Co-Signing A Student Loan Isn’t Like Buying A Treasury Bill

No good deed goes unpunished.

Throw cosigning a student loan into the mix.

Undergrads receive $27,000 from the government’s Stafford Loan program.

These loans possess the most favorable rates and repayment features.

The problem –  private and public school tuition/room and board blow past this limit.

Students and their parents must wade into the Parent Plus and Private market to fund the balance.

Parent Plus loans are the parent’s obligation. In contrast, private loans require a co-signer.

This journey is fraught with peril for those entering unprepared. Higher rates and harsh repayment features dominate the landscape.

Cosigning a loan is risky.

There’s a good reason the fastest growing sector of the college loan market is for those aged 35-49.

Parents plug the funding gap.

The dangers of including your name on the bottom line are abundant.

Default and credit score liabilities top the list. If junior stops paying, the co-signer is on the hook.  Both credit scores plummet.

It takes seven years for credit to recover after a default.

Regardless, your credit score is temporarily hit upon signature.

Thinking about applying for a mortgage as a co-signer?

Be prepared to pay a higher interest rate or possibly be declined. The co-signed loan increases the Debt/Income ratio banks factor in when making their decision. The higher the debt, the less likely the loan’s processed.

Divorce won’t free you from this obligation.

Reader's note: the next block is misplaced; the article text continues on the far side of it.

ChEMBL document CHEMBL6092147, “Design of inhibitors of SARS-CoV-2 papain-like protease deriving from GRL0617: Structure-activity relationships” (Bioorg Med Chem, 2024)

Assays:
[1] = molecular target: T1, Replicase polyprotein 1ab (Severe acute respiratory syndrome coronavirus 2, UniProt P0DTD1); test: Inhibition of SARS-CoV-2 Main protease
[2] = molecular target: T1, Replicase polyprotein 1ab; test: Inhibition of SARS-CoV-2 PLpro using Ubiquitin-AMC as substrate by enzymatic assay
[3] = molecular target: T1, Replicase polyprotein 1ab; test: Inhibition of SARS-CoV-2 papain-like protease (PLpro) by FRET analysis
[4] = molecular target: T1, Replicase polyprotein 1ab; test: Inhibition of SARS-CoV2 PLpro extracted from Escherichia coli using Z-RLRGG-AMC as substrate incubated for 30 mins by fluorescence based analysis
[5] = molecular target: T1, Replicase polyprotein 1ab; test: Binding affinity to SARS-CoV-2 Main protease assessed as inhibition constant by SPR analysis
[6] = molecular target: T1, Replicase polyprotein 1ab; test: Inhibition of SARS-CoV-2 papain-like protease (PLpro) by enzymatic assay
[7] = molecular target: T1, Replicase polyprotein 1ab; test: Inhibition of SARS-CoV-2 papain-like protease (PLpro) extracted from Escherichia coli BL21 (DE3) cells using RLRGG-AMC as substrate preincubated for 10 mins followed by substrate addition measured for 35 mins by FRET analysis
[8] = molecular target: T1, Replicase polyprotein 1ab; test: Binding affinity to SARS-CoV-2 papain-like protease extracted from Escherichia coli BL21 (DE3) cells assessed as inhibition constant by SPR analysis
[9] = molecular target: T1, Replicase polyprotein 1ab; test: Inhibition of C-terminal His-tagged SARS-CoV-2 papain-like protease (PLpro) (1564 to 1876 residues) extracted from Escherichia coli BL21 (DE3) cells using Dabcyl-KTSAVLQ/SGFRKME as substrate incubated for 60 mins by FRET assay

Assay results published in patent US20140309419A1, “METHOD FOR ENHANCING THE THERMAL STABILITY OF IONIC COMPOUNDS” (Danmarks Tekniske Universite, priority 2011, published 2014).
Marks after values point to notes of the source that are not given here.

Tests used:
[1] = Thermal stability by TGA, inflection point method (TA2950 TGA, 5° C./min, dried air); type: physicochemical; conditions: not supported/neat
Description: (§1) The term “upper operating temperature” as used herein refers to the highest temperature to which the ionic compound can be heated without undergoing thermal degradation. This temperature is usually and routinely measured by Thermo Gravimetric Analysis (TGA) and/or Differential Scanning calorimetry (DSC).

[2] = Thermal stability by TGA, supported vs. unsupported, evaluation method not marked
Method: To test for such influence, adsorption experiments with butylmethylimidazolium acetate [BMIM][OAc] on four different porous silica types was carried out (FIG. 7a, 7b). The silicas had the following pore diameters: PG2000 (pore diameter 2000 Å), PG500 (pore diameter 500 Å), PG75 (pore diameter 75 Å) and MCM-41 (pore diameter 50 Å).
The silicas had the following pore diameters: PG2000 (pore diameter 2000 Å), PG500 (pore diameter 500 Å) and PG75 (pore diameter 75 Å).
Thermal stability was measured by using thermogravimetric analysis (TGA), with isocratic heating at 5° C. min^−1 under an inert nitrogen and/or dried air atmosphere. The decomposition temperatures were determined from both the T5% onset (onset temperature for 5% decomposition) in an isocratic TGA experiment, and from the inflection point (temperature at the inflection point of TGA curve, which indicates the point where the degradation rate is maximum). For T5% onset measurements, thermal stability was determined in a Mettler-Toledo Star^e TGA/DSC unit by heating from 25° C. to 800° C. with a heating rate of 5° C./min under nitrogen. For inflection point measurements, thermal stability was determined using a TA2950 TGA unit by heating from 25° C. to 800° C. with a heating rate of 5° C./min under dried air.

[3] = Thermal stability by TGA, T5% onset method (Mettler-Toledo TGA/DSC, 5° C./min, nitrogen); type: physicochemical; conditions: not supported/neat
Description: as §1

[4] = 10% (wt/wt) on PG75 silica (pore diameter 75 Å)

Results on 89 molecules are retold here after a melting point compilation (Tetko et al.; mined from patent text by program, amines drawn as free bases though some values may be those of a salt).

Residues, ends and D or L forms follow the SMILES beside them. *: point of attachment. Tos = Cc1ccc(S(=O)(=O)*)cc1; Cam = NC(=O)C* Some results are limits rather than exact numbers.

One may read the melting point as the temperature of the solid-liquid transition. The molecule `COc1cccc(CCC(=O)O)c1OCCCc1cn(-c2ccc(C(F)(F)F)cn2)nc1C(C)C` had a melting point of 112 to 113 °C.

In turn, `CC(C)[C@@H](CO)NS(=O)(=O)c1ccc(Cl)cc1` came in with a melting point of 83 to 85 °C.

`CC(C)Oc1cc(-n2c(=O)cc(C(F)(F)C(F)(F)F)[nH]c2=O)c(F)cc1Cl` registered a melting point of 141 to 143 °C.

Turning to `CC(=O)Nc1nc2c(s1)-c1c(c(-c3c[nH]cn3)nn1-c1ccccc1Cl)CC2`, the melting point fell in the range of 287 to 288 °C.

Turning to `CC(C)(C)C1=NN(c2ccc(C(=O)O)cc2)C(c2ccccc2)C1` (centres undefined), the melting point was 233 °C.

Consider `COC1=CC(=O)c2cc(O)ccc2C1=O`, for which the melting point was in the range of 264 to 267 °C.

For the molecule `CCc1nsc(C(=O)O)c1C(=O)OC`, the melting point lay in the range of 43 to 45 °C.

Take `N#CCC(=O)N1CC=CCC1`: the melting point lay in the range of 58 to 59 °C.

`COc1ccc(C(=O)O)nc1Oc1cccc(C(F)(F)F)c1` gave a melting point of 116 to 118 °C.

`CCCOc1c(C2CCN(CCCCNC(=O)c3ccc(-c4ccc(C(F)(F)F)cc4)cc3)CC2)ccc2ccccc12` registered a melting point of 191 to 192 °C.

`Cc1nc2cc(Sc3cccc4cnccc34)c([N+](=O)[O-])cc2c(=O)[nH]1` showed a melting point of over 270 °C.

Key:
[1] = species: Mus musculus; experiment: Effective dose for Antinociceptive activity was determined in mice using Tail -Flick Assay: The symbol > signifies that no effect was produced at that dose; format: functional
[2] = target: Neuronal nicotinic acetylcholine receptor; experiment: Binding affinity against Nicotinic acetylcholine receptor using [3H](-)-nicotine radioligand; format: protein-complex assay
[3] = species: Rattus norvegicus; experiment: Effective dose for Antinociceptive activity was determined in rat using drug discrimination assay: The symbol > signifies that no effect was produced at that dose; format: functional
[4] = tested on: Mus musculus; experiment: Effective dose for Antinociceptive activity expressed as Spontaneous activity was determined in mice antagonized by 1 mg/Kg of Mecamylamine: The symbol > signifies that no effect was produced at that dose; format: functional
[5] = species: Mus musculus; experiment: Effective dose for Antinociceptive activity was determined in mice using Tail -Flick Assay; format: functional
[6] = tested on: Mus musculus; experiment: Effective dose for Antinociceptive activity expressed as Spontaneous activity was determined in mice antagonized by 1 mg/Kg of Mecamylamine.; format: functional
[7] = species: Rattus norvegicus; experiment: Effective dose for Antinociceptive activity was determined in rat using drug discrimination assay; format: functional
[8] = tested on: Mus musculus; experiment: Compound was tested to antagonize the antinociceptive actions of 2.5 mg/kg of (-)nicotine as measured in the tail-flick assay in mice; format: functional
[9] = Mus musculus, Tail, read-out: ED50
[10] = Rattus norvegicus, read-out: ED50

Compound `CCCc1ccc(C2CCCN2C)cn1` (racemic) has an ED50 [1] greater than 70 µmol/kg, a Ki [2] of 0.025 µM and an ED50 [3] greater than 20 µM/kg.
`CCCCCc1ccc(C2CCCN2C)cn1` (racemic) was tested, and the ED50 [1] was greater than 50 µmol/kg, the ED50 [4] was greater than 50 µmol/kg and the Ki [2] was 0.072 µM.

Late payments lead to debt collectors hounding you.

Your obligation doesn’t die with the primary borrower.

If a tragic death or disability occurs, you may still be on the hook.

Many private loans don’t cover debt forgiveness under these circumstances.

Student loans are one of the few obligations where bankruptcy provides no shelter.

Is there any way to escape this obligation?

You can ask for a loan release. The chances of getting one are slim and none.

Proactivity is required when undertaking this quest.

Most companies don’t publicly offer the fact this option is available. Don’t ask, don’t tell.

If there’s an escape method, it comes with strings attached.

The borrower usually needs 24-48 months of on-time payments for consideration.

Some companies limit the number of requests to cosigner’s release applications.

How about student loan refinancing?

This could remove your name. There’s a catch.

The primary borrower must meet credit and income requirements. A record of on-time payments is essential.

This doesn’t imply a parent should never c0-sign a student loan.

Just do it wisely.

Follow these steps, and the odds of this act of generosity blowing up in your face decrease substantially.

  1. Discuss your concerns with the primary borrower. Please make sure you fully understand their job prospects, income potential, and maturity before committing to this hard-to-get rid-off obligation.
  2. Act promptly at the first signs of distress. Communicate with the lender and discuss potential options to avoid calamity.
  3. Do your homework before signing. Look for features that offer maximum repayment flexibility. These include deferment, forbearance, and the availability of co-signer release.
  4. Practice sound debt management. Maximize cheaper and more flexible Government Stafford loans before applying for anything else.

Co-signing a student loan is no joke.  Understanding the risks of things going south is a priority.

Jeopardizing your retirement plans is a real possibility if you act recklessly.

Remember, a cheaper school is a better option than financial ruin.






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